The Washington PostDemocracy Dies in Darkness

Opinion The early release of incarcerated people may look like clemency. But it can endanger lives.

Protesters outside the Marion Correctional Institution in Marion, Ohio on May 2. (Megan Jelinger/AFP/Getty Images)

Bree Barton is a writer who lives in Los Angeles.

Four weeks ago, without notice or explanation, a Dallas County jail released a group of inmates, including a 60-year-old homeless man with an addiction disorder who was awaiting substance-abuse treatment. That man was my uncle.

When my uncle walked out of jail, he did not go home, because he doesn’t have one. With no phone or computer, he was untraceable. Neither his blindsided defense lawyer nor employees at shelters where he had stayed in the past had anything to tell us. We didn’t know whether he had been tested for covid-19. We didn’t know whether he was alive or dead.

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My uncle’s release was not unique. Many jails, facing intense scrutiny and growing concern over incarcerated people’s risk of exposure to the novel coronavirus, have released some nonviolent offenders. This move has evoked strong, often angry responses from governors, judges and police officers concerned about the effects on prison populations and society at large. Not to mention the more personal implications: A recent New York Times article highlighted a woman’s outrage after the man accused of the hit-and-run that killed her daughter had been released from a virus-threatened St. Louis jail.

On the surface, the early release of incarcerated people may look like humanity, like clemency — at least for those inmates who have homes to go to. Look deeper, though, and the motivations become less clear and the consequences less benign. Research shows that formerly incarcerated people are almost 10 times more likely to be homeless than the general public, and predicts that “homeless individuals infected by COVID-19 would be twice as likely to be hospitalized, two to four times as likely to require critical care, and two to three times as likely to die than the general population.”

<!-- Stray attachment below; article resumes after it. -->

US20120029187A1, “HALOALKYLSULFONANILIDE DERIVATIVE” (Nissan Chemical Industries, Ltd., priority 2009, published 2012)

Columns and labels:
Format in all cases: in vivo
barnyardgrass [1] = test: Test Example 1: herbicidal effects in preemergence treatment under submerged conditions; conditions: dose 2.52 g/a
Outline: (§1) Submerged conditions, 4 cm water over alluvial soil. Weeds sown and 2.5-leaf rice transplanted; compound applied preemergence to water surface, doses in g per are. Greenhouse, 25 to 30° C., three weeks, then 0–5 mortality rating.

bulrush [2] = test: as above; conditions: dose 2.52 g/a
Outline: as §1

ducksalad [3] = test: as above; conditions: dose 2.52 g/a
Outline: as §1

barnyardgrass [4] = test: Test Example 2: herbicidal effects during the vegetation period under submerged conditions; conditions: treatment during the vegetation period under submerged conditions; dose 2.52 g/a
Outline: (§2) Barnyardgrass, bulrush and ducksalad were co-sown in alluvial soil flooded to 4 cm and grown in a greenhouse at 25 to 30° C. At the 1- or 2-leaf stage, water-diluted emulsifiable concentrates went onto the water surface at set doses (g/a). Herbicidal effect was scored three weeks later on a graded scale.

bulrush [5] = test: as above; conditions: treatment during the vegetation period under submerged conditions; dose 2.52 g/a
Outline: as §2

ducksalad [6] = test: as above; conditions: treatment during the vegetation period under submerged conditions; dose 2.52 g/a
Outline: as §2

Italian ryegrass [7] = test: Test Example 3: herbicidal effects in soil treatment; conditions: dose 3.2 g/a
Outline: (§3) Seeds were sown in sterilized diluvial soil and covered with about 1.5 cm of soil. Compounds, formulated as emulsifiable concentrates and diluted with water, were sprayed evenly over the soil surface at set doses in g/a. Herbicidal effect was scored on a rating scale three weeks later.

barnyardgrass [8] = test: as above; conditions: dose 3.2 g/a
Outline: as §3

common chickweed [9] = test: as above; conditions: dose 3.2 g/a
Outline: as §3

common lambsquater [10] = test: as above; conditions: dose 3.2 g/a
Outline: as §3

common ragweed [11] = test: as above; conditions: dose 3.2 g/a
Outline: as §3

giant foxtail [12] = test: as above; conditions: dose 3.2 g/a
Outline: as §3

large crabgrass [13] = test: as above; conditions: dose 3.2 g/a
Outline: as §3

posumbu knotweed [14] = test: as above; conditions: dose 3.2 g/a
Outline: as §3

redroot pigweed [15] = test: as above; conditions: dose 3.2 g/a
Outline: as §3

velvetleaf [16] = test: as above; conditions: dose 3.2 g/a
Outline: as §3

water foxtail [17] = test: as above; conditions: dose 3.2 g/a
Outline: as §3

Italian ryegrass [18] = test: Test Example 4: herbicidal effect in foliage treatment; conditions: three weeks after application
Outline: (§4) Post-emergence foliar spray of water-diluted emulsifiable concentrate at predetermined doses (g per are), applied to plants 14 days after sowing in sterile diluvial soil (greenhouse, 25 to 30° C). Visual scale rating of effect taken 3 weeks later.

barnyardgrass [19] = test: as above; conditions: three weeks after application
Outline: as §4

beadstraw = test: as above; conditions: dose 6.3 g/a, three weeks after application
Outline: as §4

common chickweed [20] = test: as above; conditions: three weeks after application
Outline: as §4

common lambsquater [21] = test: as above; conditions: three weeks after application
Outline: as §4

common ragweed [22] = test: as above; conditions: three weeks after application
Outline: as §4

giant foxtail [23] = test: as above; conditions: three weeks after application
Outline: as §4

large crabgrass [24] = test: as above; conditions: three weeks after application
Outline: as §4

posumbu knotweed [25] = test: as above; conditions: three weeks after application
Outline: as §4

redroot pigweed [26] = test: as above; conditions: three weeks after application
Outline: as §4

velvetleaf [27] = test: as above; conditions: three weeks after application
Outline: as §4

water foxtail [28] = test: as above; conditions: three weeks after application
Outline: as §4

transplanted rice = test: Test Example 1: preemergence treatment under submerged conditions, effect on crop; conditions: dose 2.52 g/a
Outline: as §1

To release a vulnerable population (incarcerated people) into a vulnerable situation (homelessness) is, at best, misguided; at worst, dangerous. Though incarcerated Americans lack some of the rights held by most citizens, they are protected by the Eighth Amendment’s prohibition against cruel and unusual punishment, a term that can include “deliberate indifference.” A few days after my uncle’s release, for example, U.S. District Judge Colleen Kollar-Kotelly ordered a D.C. jail to overhaul its medical care, cleaning and social distancing measures to reverse what appeared to be the city’s “deliberate indifference” to the health of its incarcerated population.